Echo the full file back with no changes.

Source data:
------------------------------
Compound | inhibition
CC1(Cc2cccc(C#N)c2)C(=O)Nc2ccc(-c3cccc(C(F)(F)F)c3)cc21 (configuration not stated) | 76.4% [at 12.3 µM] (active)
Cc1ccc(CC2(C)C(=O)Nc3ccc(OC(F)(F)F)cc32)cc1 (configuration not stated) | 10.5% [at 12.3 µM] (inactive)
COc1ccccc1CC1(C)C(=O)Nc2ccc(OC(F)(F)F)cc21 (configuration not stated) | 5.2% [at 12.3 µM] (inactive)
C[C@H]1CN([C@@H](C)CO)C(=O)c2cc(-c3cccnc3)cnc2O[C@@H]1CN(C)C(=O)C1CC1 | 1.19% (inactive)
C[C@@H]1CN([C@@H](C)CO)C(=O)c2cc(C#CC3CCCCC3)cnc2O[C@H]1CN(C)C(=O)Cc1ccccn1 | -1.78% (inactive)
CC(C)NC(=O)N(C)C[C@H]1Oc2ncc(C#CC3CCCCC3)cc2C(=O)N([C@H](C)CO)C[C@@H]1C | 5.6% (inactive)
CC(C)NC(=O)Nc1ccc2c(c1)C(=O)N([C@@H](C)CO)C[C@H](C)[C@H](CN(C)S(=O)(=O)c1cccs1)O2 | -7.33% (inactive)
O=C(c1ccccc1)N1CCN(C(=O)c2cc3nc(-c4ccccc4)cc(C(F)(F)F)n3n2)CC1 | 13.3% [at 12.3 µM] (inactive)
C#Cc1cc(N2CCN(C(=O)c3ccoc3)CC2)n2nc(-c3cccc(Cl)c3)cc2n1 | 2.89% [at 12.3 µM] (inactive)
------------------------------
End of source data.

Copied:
Compound | inhibition
CC1(Cc2cccc(C#N)c2)C(=O)Nc2ccc(-c3cccc(C(F)(F)F)c3)cc21 (configuration not stated) | 76.4% [at 12.3 µM] (active)
Cc1ccc(CC2(C)C(=O)Nc3ccc(OC(F)(F)F)cc32)cc1 (configuration not stated) | 10.5% [at 12.3 µM] (inactive)
COc1ccccc1CC1(C)C(=O)Nc2ccc(OC(F)(F)F)cc21 (configuration not stated) | 5.2% [at 12.3 µM] (inactive)
C[C@H]1CN([C@@H](C)CO)C(=O)c2cc(-c3cccnc3)cnc2O[C@@H]1CN(C)C(=O)C1CC1 | 1.19% (inactive)
C[C@@H]1CN([C@@H](C)CO)C(=O)c2cc(C#CC3CCCCC3)cnc2O[C@H]1CN(C)C(=O)Cc1ccccn1 | -1.78% (inactive)
CC(C)NC(=O)N(C)C[C@H]1Oc2ncc(C#CC3CCCCC3)cc2C(=O)N([C@H](C)CO)C[C@@H]1C | 5.6% (inactive)
CC(C)NC(=O)Nc1ccc2c(c1)C(=O)N([C@@H](C)CO)C[C@H](C)[C@H](CN(C)S(=O)(=O)c1cccs1)O2 | -7.33% (inactive)
O=C(c1ccccc1)N1CCN(C(=O)c2cc3nc(-c4ccccc4)cc(C(F)(F)F)n3n2)CC1 | 13.3% [at 12.3 µM] (inactive)
C#Cc1cc(N2CCN(C(=O)c3ccoc3)CC2)n2nc(-c3cccc(Cl)c3)cc2n1 | 2.89% [at 12.3 µM] (inactive)